Support and Advice from TNPC's Parenting Experts

There has been considerable controversy over school-based Project 10 counseling services in the past few years. Started by Virginia Uribe at Fairfax High School in Los Angeles, the Project 10 model is now being used at high schools across the nation to give counseling and emotional support to students who know or feel that they might be gay and/or who are experiencing difficulty at school because they are perceived by peers to be different.

Many parents fear that such services encourage students to be gay by causing students to prematurely label themselves as homosexual or by glamorizing the homosexual lifestyle. The fact is, however, that far from idealizing the gay life, these services perform a valuable front-line defense against a growing crisis among high school-age youth–ant that is the risk of suicide.

Most of us are aware that teenage suicide is a tragic and growing problem in young people today with the number of suicides among U.S. teens quadrupling in the past twenty years.

What many people don’t know, however, is the fact that young people who feel different, those who know or feel that they may be gay, are at much greater risk for suicide than other teens. A recent study at the University of Minnesota found that almost one-third of teenage boys who thought that they might be gay had attempted suicide and half of these had made multiple suicide attempts.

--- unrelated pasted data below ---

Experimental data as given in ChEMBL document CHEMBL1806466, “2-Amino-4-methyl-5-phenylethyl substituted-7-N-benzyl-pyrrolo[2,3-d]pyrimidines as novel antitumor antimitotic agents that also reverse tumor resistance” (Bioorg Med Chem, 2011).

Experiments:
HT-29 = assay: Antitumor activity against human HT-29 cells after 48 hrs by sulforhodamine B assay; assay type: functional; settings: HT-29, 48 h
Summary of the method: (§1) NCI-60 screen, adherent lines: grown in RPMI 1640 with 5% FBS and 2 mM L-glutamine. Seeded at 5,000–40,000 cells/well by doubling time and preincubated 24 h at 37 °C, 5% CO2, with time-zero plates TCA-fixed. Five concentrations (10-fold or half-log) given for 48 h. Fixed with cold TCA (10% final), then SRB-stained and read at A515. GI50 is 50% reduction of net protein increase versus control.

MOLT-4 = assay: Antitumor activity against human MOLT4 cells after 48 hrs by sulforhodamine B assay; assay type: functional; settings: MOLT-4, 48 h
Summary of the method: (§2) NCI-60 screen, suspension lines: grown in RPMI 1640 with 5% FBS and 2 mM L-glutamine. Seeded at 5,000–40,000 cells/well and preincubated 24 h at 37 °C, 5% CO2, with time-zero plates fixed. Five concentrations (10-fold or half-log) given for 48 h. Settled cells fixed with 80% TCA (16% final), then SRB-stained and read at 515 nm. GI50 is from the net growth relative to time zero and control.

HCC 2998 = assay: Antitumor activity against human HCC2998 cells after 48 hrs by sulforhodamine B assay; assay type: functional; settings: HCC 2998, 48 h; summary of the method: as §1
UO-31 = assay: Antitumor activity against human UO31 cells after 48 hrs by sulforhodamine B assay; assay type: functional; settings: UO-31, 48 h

Many teens–quite often those who are actually heterosexual–may experience fears about their sexuality as they go through adolescence and some of the crushes on and idealization of same sex role models and friends and the variety of sexual feelings and fantasies that people of all sexual orientations tend to have,

Whether teens turn out to be heterosexual or homosexual, they need reassurance from parents, teachers and counselors that they are intrinsically valuable as people, that being different is not synonymous with being bad. Sensitive counseling and emotional support at school and, most important, good communication and unconditional love from parents can, quite possibly, prevent a life-threatening crisis.

Dr. Wibbelsman, M.D., is an award-winning author and former “Dear Doctor” columnist for Teen magazine. Chair of Adolescent Medicine for the Permanente Medical Group, Northern California, he is chief of the Teen-Age Clinic at Kaiser Permanente Medical Center in San Francisco, and an associate professor of pediatrics at the University of California, San Francisco Medical School. Dr. Wibbelsman is the news anchor for a Bay Area television series, “Medicine in the Nineties”.


One Response so far.

  1. Wow that was unusual. I just wrote ann very long comment but after I clicked submiit my comment didn’t
    show up. Grrrr… well I’m not writing all thaqt over again.
    Anyways, just wanted to say excellent blog!

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